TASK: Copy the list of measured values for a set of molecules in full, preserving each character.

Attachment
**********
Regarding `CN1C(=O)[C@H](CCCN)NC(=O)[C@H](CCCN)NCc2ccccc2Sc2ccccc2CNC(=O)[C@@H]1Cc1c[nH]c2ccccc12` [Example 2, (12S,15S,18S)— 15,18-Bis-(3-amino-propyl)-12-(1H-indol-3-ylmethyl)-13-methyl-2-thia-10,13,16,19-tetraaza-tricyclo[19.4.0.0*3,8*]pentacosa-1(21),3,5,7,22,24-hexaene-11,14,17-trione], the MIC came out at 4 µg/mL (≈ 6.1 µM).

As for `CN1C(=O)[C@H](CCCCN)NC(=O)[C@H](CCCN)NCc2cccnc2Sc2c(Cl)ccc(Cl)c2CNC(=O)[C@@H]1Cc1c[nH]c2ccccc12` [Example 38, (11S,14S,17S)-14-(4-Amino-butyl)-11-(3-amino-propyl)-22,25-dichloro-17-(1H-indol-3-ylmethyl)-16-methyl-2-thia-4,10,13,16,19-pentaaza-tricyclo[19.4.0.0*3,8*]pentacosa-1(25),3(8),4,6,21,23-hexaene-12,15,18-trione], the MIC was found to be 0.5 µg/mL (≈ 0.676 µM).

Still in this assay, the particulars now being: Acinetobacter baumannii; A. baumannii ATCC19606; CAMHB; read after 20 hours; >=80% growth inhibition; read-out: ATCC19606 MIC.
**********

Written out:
Regarding `CN1C(=O)[C@H](CCCN)NC(=O)[C@H](CCCN)NCc2ccccc2Sc2ccccc2CNC(=O)[C@@H]1Cc1c[nH]c2ccccc12` [Example 2, (12S,15S,18S)— 15,18-Bis-(3-amino-propyl)-12-(1H-indol-3-ylmethyl)-13-methyl-2-thia-10,13,16,19-tetraaza-tricyclo[19.4.0.0*3,8*]pentacosa-1(21),3,5,7,22,24-hexaene-11,14,17-trione], the MIC came out at 4 µg/mL (≈ 6.1 µM).

As for `CN1C(=O)[C@H](CCCCN)NC(=O)[C@H](CCCN)NCc2cccnc2Sc2c(Cl)ccc(Cl)c2CNC(=O)[C@@H]1Cc1c[nH]c2ccccc12` [Example 38, (11S,14S,17S)-14-(4-Amino-butyl)-11-(3-amino-propyl)-22,25-dichloro-17-(1H-indol-3-ylmethyl)-16-methyl-2-thia-4,10,13,16,19-pentaaza-tricyclo[19.4.0.0*3,8*]pentacosa-1(25),3(8),4,6,21,23-hexaene-12,15,18-trione], the MIC was found to be 0.5 µg/mL (≈ 0.676 µM).

Still in this assay, the particulars now being: Acinetobacter baumannii; A. baumannii ATCC19606; CAMHB; read after 20 hours; >=80% growth inhibition; read-out: ATCC19606 MIC.